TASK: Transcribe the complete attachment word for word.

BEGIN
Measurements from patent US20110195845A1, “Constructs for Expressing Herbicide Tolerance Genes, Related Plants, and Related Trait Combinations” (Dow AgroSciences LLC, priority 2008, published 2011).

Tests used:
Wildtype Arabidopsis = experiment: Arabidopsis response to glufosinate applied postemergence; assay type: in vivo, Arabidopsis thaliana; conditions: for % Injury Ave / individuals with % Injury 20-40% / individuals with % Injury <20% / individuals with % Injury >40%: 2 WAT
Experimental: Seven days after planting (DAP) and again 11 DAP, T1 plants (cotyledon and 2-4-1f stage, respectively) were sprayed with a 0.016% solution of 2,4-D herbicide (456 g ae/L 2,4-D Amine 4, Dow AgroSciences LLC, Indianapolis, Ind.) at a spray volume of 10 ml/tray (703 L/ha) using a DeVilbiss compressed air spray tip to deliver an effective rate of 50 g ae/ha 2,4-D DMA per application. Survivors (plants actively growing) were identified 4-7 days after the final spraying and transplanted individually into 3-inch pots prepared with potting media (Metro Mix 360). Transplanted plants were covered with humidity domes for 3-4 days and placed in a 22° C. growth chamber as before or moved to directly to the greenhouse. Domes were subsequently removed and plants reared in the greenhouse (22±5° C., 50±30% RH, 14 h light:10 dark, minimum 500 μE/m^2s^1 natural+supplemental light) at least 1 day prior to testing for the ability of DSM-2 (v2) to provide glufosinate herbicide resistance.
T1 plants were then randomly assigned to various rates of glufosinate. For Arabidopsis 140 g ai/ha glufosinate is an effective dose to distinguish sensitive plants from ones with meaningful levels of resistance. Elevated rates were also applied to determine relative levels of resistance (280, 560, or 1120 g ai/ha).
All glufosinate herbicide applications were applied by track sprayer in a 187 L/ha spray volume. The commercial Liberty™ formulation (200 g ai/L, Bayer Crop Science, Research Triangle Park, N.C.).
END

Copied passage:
Measurements from patent US20110195845A1, “Constructs for Expressing Herbicide Tolerance Genes, Related Plants, and Related Trait Combinations” (Dow AgroSciences LLC, priority 2008, published 2011).

Tests used:
Wildtype Arabidopsis = experiment: Arabidopsis response to glufosinate applied postemergence; assay type: in vivo, Arabidopsis thaliana; conditions: for % Injury Ave / individuals with % Injury 20-40% / individuals with % Injury <20% / individuals with % Injury >40%: 2 WAT
Experimental: Seven days after planting (DAP) and again 11 DAP, T1 plants (cotyledon and 2-4-1f stage, respectively) were sprayed with a 0.016% solution of 2,4-D herbicide (456 g ae/L 2,4-D Amine 4, Dow AgroSciences LLC, Indianapolis, Ind.) at a spray volume of 10 ml/tray (703 L/ha) using a DeVilbiss compressed air spray tip to deliver an effective rate of 50 g ae/ha 2,4-D DMA per application. Survivors (plants actively growing) were identified 4-7 days after the final spraying and transplanted individually into 3-inch pots prepared with potting media (Metro Mix 360). Transplanted plants were covered with humidity domes for 3-4 days and placed in a 22° C. growth chamber as before or moved to directly to the greenhouse. Domes were subsequently removed and plants reared in the greenhouse (22±5° C., 50±30% RH, 14 h light:10 dark, minimum 500 μE/m^2s^1 natural+supplemental light) at least 1 day prior to testing for the ability of DSM-2 (v2) to provide glufosinate herbicide resistance.
T1 plants were then randomly assigned to various rates of glufosinate. For Arabidopsis 140 g ai/ha glufosinate is an effective dose to distinguish sensitive plants from ones with meaningful levels of resistance. Elevated rates were also applied to determine relative levels of resistance (280, 560, or 1120 g ai/ha).
All glufosinate herbicide applications were applied by track sprayer in a 187 L/ha spray volume. The commercial Liberty™ formulation (200 g ai/L, Bayer Crop Science, Research Triangle Park, N.C.).